It is always important to establish a meaning to a concept before researching or studying such concepts. Often this is not followed as most writers work on a topic and later fall folly of a weak comprehension of the concept they are writing about. Leslie et al (2000) evaluated the concept of value addition and attributed varying definitions and means to the concept widely used in literature. Added value is a concept with varying angles of analyses, as well as, multifaceted meanings and connotation, and Barnes & Blake (2009), as being practical to consumers while other writers think that it is closer to the business, while the third group places it in the middle between business and consumers. Added value is very interactive, and it entails a relationship that exists between a consumer and a product (Barnes & Blake, 2009). Consumers have been observed to employ value addition both before and after consumption (Velamuri, 2012). A number of factors seemly play important roles during the different stages in the consumption process of a product, and in recent years brands, consumer values, customer satisfaction and service quality have incorporated into the package of value addition (Velamuri, 2012). Value addition involves the use of innovation to enhance customer experience, and the move by the customer to exchange their money for the price of the product could be simply understood as acknowledging the value of the product.Product differentiation offers consumers a variety of products within a specific industry instead of a monotonous product that describes purely competitive markets. Firms practice differentiation to make their products better so that customers would rather buy their products than their rivals’. When differentiation is perceived as a method to enhance products rather than just making them look different, it emerges as the driver of economic development (Cohen, 2013:54). In contrast to the traditional applications and perceptions where differentiation creates an expense on the economy in return for more product variety, differentiation reduces costs, inspires economic development, and creates better products in reality.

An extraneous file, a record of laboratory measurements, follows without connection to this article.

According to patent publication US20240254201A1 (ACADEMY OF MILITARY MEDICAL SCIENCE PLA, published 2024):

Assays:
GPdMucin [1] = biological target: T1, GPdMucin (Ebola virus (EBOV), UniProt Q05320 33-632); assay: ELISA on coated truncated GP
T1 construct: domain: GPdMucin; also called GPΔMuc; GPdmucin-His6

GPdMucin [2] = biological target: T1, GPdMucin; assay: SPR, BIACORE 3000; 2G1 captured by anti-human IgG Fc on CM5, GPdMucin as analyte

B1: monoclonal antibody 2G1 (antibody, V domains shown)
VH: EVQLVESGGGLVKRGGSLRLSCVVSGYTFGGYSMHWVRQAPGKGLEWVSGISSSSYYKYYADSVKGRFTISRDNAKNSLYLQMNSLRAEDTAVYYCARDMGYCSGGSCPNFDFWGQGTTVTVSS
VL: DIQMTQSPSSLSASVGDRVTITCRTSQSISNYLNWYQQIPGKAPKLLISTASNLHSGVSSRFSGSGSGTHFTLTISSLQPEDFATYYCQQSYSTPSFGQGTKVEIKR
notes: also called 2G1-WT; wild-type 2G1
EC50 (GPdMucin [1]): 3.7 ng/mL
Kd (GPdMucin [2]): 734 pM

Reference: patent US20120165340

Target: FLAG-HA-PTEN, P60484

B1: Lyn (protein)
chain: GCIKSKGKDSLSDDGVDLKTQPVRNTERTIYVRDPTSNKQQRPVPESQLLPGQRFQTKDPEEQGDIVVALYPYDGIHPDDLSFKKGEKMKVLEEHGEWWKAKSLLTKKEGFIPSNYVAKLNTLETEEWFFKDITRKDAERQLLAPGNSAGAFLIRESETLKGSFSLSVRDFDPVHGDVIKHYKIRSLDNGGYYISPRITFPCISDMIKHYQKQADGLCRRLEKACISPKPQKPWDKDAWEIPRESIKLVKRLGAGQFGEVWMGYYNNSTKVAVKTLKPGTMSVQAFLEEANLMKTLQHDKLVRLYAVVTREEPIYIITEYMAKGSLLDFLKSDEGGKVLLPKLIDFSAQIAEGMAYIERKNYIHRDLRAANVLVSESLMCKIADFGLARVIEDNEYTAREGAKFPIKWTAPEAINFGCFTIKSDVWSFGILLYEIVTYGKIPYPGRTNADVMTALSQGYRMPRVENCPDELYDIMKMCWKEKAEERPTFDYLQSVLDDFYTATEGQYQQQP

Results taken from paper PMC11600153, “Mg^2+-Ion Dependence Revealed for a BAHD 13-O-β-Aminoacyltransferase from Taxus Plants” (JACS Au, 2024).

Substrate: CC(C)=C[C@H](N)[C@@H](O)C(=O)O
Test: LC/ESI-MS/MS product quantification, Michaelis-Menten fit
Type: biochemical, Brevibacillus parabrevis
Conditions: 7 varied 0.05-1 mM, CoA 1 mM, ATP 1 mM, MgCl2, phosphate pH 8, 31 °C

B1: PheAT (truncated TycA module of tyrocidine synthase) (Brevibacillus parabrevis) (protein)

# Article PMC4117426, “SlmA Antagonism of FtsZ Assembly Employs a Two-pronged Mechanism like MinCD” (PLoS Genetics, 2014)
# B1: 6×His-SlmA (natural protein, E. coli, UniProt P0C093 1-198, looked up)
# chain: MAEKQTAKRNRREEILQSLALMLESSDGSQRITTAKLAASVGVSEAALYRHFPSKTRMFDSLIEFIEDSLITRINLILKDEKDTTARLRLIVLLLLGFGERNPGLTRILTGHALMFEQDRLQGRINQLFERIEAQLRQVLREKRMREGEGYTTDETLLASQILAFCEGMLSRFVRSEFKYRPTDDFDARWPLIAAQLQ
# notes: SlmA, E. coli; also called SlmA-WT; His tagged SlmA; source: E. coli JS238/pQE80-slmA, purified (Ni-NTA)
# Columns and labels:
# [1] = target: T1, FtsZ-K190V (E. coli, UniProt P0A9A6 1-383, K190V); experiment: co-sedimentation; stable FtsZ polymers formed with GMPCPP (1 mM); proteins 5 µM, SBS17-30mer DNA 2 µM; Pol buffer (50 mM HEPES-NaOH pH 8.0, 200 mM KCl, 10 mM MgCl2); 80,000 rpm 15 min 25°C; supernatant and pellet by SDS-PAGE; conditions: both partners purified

Collins, J.C. & Porras, J.I. 1996. Built to Last, Century, London.
This book explores the value of value addition in brands that last long at the top of the food chain.
Greenaway, D., Hine, R., & Milner, C. 1995. Vertical and Horizontal Intra-industry Trade: A Cross Industry Analysis for the United Kingdom. The Economic Journal : the Quarterly Journal of the Royal Economic Society. 105, 1505.
This journal explored both horizontal and vertical differentiation of products across industries in the united kingdom.
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